DATELINE: Smarty Pants
If you want a movie that gives a disservice, try The Spinning Man. This is one of those intellectual mystery movies, which is to say, you won’t have clever a plot, only an overwrought one.
The movie has all the ingredients for an excellent film, so what went wrong? The movie deals with a prickly, pompous, persnickety, philandering professor of philosophy who is suspected of a murder by a persistent police detective. Peter Piper picked a peck of pickled plots too.
Stars are Pierce Brosnan and Guy Pearce. We presumed Pearce was the cop and Pierce was the suspect. How wrong we were to fall into the plot hole. That’s a great start.
However, we’ve known our share of philosophy professors at small private colleges—and none has been as obtuse and arrogant as Guy Pearce’s Dr. Birch. He antagonizes the police needlessly when they question him about a missing female student whom he may or may not have known.
Pearce is snide, even to his long-suffering wife (Minnie Driver) who also begins to think he not only sleeps with an array of beautiful nubile young students but may be responsible for something dastardly.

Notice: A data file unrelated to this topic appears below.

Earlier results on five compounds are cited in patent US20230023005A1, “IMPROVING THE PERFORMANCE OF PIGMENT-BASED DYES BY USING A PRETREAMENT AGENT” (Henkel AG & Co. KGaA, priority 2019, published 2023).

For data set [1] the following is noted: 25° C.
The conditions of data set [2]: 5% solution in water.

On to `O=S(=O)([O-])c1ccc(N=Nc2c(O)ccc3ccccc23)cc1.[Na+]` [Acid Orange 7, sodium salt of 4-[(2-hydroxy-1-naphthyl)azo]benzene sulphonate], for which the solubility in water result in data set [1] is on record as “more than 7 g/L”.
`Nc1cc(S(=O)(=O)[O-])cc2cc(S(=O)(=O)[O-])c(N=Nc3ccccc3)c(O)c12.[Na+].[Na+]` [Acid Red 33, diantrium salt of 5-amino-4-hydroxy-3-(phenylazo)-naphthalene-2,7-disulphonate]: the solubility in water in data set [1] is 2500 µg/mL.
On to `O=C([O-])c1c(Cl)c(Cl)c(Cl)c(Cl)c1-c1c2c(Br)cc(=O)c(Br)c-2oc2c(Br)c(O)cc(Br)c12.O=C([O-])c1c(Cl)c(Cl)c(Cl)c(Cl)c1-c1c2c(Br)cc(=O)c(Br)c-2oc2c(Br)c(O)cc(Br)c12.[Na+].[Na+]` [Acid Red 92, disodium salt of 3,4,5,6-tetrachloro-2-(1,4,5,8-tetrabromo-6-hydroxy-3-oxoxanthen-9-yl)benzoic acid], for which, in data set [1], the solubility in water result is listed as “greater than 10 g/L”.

Pierce Brosnan’s detective is an intellectual equal to the professor, and he may be put off by the abject hostility. Okay, we know some professors see police as enemies. And, personal flaws render some police detectives to a parochial beat.
We then are thrust into one of those philosophical conundrums like you found with Guy Pearce in Chris Nolan’s film about memory. Lightning does not strike twice.
The audience is hung out to dry when solutions seem to come tumbling out. We were left a tad irritated more than intrigued, which is never good.